Post Office faces further strikes over pensions

Unite union says its members plan to take industrial action after pension fund trustees approve proposal to cut benefits

The Post Office is facing further strike action after the trustees of its pension fund voted to approve a plan to cut benefits.

After the trustees’ vote, about half the Post Office’s 7,000-member workforce will be forced to shift from a final-salary pension scheme to a defined contribution scheme, a move that unions say could cut retirement benefits by 30% or even more in some cases.

The Communication Workers Union (CWU) said it expected the pension scheme to close in April, despite the fact that it was in surplus by £143m, making it one of the best funded schemes in the UK.

Dave Ward, general secretary of the CWU, said: “The Post Office’s decision will cost our members thousands of pounds in their retirement. It’s wholly unjustified and we’re seeing a publicly owned company effectively stealing money from people who have diligently saved for their retirement. The government cannot wash its hands of this.

“It’s more cuts from this irresponsible management team who seem obsessed with managing decline instead of encouraging a thriving Post Office.”

Ward said the union, which represents postal workers, would announce its plans for strike action after a meeting of its executive next week.

Unite, which represents 732 Post Office managers, said its members planned to take industrial action within the next month.

More than 300 major Post Offices were affected when members of both unions went on strike last month in protest at the planned changes. The Post Office’s final-salary scheme was closed to new members in 2008 but long-serving staff have continued to accrue benefits since then.

The trustees have approved the closure of the scheme to new accruals and from April members will only be able to build benefits in a new defined contribution scheme. Unlike a final-salary scheme, which promises a specific income, the income from a defined contribution scheme is dependent on the amount paid in and the performance of the fund’s investments.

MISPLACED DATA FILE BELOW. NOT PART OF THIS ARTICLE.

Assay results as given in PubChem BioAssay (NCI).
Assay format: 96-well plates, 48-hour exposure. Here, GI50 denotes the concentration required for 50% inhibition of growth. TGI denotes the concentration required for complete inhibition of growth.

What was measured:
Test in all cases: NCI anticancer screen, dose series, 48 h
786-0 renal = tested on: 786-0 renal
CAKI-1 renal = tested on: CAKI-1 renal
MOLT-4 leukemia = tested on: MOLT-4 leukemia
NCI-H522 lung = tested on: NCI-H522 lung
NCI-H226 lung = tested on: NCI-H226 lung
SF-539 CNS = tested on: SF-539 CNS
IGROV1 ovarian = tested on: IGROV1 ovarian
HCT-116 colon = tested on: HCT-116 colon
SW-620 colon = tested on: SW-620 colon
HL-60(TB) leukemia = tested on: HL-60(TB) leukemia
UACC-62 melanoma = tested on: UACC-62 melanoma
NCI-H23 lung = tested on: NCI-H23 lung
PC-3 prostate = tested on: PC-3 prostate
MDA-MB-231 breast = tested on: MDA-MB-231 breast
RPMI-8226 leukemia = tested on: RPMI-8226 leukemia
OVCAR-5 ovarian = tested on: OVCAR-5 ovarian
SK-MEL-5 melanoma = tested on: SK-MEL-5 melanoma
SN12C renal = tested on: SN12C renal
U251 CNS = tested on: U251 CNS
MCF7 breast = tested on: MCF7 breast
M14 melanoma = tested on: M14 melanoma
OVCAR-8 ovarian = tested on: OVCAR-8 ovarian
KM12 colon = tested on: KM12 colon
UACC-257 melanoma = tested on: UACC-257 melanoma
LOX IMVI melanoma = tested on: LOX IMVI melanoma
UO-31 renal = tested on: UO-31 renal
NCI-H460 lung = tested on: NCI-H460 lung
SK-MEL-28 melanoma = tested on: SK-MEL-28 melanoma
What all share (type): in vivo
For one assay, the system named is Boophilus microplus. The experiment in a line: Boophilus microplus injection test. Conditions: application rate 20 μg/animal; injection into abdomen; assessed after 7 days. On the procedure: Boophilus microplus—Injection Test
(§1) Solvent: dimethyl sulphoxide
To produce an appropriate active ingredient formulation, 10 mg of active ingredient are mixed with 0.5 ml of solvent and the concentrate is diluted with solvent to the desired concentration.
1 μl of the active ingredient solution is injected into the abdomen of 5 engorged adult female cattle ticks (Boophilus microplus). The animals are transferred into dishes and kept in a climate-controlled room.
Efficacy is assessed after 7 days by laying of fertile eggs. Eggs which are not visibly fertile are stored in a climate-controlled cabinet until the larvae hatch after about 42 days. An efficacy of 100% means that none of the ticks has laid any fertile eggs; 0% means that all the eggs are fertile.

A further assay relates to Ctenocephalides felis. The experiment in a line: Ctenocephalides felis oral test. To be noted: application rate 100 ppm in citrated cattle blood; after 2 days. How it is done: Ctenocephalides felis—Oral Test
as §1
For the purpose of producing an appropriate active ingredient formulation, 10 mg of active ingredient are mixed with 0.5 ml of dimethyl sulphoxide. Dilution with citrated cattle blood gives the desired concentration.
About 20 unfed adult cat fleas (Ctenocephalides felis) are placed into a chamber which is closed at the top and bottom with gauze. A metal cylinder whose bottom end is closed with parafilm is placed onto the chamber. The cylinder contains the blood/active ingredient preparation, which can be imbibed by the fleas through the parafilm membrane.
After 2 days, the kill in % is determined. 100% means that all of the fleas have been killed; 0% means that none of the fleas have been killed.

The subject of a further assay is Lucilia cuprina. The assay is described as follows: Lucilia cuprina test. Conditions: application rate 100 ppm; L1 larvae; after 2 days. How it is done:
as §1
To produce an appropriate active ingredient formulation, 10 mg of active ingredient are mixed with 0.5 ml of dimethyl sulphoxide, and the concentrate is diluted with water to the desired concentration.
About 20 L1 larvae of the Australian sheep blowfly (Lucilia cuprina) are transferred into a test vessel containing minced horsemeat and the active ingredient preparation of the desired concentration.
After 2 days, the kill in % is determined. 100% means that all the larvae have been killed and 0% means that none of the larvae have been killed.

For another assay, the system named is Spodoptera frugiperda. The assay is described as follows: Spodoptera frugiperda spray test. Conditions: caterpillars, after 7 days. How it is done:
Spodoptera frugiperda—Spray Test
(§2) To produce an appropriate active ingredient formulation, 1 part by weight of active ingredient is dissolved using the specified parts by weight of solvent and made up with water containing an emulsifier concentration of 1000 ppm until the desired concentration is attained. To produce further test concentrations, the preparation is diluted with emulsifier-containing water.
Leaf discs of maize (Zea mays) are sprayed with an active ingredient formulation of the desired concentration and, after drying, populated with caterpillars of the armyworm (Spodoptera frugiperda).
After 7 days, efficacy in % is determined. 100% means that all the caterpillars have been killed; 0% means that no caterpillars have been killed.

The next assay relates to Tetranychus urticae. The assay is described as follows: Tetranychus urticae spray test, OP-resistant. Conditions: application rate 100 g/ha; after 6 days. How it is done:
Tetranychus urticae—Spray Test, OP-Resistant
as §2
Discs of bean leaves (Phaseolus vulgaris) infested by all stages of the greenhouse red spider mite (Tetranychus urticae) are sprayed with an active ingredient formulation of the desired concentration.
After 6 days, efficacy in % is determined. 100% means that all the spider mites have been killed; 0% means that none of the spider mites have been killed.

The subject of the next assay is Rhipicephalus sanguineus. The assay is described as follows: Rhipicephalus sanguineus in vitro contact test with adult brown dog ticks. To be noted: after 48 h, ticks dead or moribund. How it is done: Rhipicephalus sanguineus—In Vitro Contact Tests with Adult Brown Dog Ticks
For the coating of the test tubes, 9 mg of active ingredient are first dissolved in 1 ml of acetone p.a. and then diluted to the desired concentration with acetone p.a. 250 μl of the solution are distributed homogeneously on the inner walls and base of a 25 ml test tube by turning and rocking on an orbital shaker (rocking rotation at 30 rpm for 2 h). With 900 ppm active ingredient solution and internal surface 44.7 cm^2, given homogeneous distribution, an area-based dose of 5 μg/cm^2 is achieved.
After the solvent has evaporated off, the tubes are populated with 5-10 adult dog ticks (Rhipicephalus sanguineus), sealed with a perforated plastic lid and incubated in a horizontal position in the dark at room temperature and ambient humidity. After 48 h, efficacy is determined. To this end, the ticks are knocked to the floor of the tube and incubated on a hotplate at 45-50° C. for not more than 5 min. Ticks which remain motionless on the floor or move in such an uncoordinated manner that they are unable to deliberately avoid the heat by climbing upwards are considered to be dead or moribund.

Unions are also angry about plans to put 20 more directly run Crown offices into private hands, taking the total this year to 85. Unions see the move as a form of backdoor privatisation of the service.

Unite called on the government to step in to ensure that the Post Office had a “coherent strategy” that would allow it to move forward sustainably. Brian Scott, Unite’s officer for the Post Office, said: “The government has a responsibility for this and needs to accept responsibility as the shareholder.”

He said Margot James, the government minister responsible for the Post Office, should launch an investigation to “ensure that this much-cherished organisation has a sustainable future, when currently its prospects are bleak for both its customers and workforce”.

Mark Davies, communications and corporate affairs director at Post Office, said: “We are disappointed that our unions are again talking about strikes when we continue to try to reach a constructive way forward through talks at Acas. We can reassure our customers that, if strikes go ahead, the vast majority of people working at Post Office branches would not be involved and almost all of our network will be open for business and operating normally.

“More than 11,000 branches – 97% of the Post Office network – are run by independent businesses and the 50,000 people who work in these branches are not involved in the strike action.”

Contributor

Sarah Butler

The GuardianTramp

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